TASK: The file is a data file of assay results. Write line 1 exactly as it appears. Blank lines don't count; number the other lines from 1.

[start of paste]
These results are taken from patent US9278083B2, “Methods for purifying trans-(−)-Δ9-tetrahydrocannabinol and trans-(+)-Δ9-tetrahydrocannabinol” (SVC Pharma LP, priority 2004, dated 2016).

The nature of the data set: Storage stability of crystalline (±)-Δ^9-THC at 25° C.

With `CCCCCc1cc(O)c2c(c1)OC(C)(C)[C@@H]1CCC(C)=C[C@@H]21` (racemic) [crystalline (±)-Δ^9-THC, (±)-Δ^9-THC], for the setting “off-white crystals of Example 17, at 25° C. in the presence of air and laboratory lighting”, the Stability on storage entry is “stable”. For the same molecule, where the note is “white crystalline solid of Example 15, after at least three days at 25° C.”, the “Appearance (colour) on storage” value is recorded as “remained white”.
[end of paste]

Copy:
These results are taken from patent US9278083B2, “Methods for purifying trans-(−)-Δ9-tetrahydrocannabinol and trans-(+)-Δ9-tetrahydrocannabinol” (SVC Pharma LP, priority 2004, dated 2016).